Neosho Daily News - Neosho, MO
  • Hospice patient thankful for gifts

  • CARTERVILLE — Todd Humbard, 42 of Carterville, is a hospice patient with Avalon Hospice of Joplin.
    • email print
  • CARTERVILLE — Todd Humbard, 42 of Carterville, is a hospice patient with Avalon Hospice of Joplin.
    On Monday, he received a $100 gift card to use at Vintage Stock of Joplin.
    “Since Todd is kind of unable to get out and to go shopping, we brought it (items) to him,” said Kari Most with Avalon Hospice. “Vintage Stock of Joplin and Avalon collaborated, this would be the best way for him to get it. Vintage Stock was very gracious, Todd made a wish list, he wrote out everything that he wanted and we put some things together, he had a limited amount on a card. We were able to bring this together and now Todd is going to spend this $100.”
    Items included were DVDs and Star Wars action figures.
    “I saw Star Wars when I was 6 years old,” Humbard said.
    He said he collected some of the action figures when he was a young child and then in 1983, he stopped collecting. When Star Wars: Episode I The Phantom Menace came out in 1999, he started to collecting items again. Today, he said he has 100s of them.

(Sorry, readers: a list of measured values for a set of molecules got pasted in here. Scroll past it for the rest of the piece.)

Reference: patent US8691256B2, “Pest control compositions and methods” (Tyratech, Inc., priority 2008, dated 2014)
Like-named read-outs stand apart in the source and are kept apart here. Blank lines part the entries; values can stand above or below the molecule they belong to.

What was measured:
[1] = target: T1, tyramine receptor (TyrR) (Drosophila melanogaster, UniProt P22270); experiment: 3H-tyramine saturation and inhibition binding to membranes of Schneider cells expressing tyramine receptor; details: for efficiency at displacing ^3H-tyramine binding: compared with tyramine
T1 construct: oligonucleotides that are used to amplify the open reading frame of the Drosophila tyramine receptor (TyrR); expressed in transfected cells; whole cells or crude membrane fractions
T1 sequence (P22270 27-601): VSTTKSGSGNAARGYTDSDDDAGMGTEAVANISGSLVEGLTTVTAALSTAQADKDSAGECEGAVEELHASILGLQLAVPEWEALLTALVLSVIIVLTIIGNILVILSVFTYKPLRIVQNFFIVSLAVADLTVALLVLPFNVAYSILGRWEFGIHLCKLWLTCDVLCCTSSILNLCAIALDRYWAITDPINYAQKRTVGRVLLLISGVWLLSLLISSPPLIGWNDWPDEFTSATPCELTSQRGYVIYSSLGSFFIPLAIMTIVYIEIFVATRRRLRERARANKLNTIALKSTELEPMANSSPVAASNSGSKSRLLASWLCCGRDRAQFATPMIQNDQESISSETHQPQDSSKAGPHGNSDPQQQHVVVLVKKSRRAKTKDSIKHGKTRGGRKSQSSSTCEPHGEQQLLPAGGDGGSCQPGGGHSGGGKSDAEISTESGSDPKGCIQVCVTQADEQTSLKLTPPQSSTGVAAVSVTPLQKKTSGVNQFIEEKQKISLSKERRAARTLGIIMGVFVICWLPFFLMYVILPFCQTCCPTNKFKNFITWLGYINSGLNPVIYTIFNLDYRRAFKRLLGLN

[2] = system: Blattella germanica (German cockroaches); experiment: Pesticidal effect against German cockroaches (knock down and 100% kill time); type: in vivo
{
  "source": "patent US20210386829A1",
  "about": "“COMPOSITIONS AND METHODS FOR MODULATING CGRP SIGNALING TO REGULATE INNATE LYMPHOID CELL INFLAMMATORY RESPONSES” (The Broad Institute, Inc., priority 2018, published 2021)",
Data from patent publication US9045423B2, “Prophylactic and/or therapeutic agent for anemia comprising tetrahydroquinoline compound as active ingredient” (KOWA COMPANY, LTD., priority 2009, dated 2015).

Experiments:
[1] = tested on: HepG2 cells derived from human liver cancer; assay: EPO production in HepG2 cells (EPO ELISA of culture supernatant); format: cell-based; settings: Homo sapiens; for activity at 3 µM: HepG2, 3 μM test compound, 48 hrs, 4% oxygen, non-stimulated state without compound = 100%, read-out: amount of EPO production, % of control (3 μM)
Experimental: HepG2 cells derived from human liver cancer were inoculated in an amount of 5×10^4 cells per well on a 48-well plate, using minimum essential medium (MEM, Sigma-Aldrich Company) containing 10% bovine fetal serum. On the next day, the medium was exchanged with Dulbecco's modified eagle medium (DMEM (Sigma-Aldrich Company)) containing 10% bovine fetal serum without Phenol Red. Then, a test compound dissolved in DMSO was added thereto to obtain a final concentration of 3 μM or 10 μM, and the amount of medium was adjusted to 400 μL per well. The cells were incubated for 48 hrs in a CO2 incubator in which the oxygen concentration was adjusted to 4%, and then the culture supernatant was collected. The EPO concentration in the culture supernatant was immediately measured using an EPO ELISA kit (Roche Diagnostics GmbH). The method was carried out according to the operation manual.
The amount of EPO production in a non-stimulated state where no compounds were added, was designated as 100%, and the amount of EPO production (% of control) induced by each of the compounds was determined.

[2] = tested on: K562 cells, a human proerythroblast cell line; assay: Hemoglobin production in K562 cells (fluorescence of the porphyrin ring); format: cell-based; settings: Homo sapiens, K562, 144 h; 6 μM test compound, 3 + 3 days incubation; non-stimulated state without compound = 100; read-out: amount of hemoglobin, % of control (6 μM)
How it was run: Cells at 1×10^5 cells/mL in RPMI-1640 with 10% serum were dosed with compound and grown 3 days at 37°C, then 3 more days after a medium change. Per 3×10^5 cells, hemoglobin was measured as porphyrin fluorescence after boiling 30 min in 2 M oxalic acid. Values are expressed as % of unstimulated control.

“He was diagnosed with his (brain) cancer last November 2012,” Most said. “He did some radiation, chemotherapy and then he was having trouble getting in and out of the home. With a doctor’s recommendation, chose to go with hospice, so that we can keep him home, manage him in the home and take care of him everyday. The Dream Foundation, because Ginger Brown of Freeman Cancer Institute, helped Todd write a letter asking for s lift chair, which has helped him immensely with mobility.”
    “This chair has really opened up my world, I don’t have to lay in the bed all day,” he said.
    He said he will enjoy the action figures and the DVDs he got with his gift card.
    He lives with his mother, Emily.
    “My dad died in May 2008, five weeks later, my grandma died,” Humbard said. “Now at 42, I am on that path. It is hard, really hard at 42, with dying from this terminal illness. It is just hard coming down this road, you know, dying at 42. You shouldn’t have to look at the abyss of your own mortality and seeing the end of it. But there is nothing that can be done and it just happens.”
    During the ceremony, Humbard had his mother, a family friend and nurses with him.
    Humbard has family involved in Neosho schools.
    “I am so grateful for everything,” he said.
Terms of Service

    Events Calendar